that I have in hand I will finish afterwards.

Away from the sight of thy face my heart knows no rest nor
respite, and my work becomes an endless toil in a shoreless sea
of toil.

Today the summer has come at my window with its sighs and
murmurs; and the bees are plying their minstrelsy at the court of
the flowering grove.

Now it is time to sit quite, face to face with thee, and to sing
dedication of life in this silent and overflowing leisure.


Pluck this little flower and take it, delay not! I fear lest it
droop and drop into the dust.

I may not find a place in thy garland, but honour it with a touch
of pain from thy hand and pluck it. I fear lest the day end
before I am aware, and the time of offering go by.

Though its colour be not deep and its smell be faint, use this
flower in thy service and pluck it while there is time.


My song has put off her adornments. She has no pride of dress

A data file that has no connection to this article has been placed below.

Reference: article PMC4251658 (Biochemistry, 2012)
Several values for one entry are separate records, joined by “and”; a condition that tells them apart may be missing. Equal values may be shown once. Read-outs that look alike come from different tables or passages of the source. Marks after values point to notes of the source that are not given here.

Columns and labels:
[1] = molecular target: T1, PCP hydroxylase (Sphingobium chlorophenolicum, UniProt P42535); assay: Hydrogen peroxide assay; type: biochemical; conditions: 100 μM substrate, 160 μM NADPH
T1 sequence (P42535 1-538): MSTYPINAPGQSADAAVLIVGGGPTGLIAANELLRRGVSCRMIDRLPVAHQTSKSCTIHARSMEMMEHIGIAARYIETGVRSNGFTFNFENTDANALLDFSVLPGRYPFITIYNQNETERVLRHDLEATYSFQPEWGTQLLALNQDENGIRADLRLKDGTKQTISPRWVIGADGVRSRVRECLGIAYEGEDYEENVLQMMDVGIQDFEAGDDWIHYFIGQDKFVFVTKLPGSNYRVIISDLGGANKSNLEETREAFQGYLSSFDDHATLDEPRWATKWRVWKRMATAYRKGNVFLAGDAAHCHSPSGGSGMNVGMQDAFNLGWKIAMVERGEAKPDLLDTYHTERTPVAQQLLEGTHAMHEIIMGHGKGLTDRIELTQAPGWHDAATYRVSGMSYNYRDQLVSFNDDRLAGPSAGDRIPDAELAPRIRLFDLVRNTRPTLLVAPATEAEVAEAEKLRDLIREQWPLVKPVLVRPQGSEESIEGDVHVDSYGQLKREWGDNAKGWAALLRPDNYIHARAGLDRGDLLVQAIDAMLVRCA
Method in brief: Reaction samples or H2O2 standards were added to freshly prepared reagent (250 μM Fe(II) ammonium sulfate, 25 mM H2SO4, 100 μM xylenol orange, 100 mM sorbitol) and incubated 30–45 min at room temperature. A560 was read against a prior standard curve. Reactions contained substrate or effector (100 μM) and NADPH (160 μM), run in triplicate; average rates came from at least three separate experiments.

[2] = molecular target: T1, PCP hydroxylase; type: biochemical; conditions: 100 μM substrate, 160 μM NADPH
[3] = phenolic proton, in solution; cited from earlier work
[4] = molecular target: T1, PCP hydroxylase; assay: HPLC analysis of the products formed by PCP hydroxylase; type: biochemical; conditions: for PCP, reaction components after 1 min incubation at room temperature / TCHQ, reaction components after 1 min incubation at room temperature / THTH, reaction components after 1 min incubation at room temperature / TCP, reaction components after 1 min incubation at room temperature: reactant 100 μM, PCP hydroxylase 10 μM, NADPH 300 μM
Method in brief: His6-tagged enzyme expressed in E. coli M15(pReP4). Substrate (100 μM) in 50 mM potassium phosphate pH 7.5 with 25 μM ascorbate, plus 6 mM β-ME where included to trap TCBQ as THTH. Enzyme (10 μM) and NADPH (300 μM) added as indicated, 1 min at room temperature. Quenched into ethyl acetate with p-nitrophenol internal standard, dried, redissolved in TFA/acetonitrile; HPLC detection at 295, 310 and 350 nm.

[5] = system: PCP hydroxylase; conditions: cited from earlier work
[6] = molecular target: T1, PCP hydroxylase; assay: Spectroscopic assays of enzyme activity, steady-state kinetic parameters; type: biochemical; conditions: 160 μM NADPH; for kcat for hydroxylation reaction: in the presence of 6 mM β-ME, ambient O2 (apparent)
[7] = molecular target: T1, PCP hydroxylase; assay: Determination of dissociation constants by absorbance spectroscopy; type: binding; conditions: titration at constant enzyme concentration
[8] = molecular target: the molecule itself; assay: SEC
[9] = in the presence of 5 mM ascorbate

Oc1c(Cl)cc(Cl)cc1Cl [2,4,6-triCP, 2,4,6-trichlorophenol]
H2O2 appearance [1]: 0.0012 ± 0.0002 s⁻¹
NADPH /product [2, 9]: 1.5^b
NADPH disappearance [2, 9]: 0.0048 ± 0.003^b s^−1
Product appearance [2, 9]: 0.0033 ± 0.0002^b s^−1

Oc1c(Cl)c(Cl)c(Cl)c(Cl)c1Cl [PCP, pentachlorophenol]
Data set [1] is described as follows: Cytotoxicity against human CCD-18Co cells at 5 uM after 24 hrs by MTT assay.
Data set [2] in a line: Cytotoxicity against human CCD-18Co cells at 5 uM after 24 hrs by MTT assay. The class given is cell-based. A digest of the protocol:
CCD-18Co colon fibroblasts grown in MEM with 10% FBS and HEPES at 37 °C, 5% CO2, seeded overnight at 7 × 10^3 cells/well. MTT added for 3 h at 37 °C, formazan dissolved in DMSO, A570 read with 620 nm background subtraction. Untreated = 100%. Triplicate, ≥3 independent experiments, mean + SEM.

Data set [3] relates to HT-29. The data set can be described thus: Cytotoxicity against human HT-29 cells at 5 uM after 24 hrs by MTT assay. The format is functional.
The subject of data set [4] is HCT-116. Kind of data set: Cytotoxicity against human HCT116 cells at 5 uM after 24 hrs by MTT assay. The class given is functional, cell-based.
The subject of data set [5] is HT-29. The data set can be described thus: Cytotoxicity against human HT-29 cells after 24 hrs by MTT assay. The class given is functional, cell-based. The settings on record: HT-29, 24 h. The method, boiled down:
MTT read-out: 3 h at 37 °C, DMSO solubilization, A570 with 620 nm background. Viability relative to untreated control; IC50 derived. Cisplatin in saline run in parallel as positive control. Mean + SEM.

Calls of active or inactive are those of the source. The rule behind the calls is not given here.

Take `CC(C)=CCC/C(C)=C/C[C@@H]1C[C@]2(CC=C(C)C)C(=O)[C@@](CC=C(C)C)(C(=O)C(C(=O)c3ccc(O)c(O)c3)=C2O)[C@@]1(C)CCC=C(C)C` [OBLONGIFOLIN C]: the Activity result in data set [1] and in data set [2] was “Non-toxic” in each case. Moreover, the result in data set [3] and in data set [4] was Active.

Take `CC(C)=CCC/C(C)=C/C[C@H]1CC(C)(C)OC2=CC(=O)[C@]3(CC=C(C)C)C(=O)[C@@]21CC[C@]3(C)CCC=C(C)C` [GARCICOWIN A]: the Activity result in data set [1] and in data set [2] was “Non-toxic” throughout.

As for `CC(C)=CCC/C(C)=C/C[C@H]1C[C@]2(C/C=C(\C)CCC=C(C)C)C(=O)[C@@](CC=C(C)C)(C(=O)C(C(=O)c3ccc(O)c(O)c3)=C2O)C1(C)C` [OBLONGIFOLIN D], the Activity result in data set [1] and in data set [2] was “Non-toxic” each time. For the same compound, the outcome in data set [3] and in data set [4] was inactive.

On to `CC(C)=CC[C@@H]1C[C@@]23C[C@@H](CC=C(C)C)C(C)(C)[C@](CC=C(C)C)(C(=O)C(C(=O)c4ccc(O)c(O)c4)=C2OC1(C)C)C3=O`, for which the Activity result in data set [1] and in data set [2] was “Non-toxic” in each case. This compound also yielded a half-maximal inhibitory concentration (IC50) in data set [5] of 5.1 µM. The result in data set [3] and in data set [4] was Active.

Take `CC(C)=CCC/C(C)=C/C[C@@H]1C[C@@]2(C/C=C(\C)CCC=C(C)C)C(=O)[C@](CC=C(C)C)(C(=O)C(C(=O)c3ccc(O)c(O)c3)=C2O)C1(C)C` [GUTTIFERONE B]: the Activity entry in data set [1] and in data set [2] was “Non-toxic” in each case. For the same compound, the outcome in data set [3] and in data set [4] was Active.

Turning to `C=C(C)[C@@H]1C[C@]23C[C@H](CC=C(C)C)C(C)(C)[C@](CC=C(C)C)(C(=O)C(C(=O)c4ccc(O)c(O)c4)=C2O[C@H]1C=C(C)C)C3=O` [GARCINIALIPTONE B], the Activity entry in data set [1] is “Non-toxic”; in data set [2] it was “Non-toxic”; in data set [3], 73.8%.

and decoration. Ornaments would mar our union; they would come
between thee and me; their jingling would drown thy whispers.

My poet's vanity dies in shame before thy sight. O master poet,
I have sat down at thy feet. Only let me make my life simple and
straight, like a flute of reed for thee to fill with music.


The child who is decked with prince's robes and who has jewelled
chains round his neck loses all pleasure in his play; his dress
hampers him at every step.

In fear that it may be frayed, or stained with dust he keeps
himself from the world, and is afraid even to move.

Mother, it is no gain, thy bondage of finery, if it keep one
shut off from the healthful dust of the earth, if it rob one of
the right of entrance to the great fair of common human life.


O Fool, try to carry thyself upon thy own shoulders! O beggar,
to come beg at thy own door!

Leave all thy burdens on his hands who can bear all, and never
look behind in regret.

Thy desire at once puts out the light from the lamp it touches
with its breath. It is unholy - take not thy gifts through its
unclean hands. Accept only what is offered by sacred love.


Here is thy footstool and there rest thy feet where live the
poorest, and lowliest, and lost.

When I try to bow to thee, my obeisance cannot reach down to the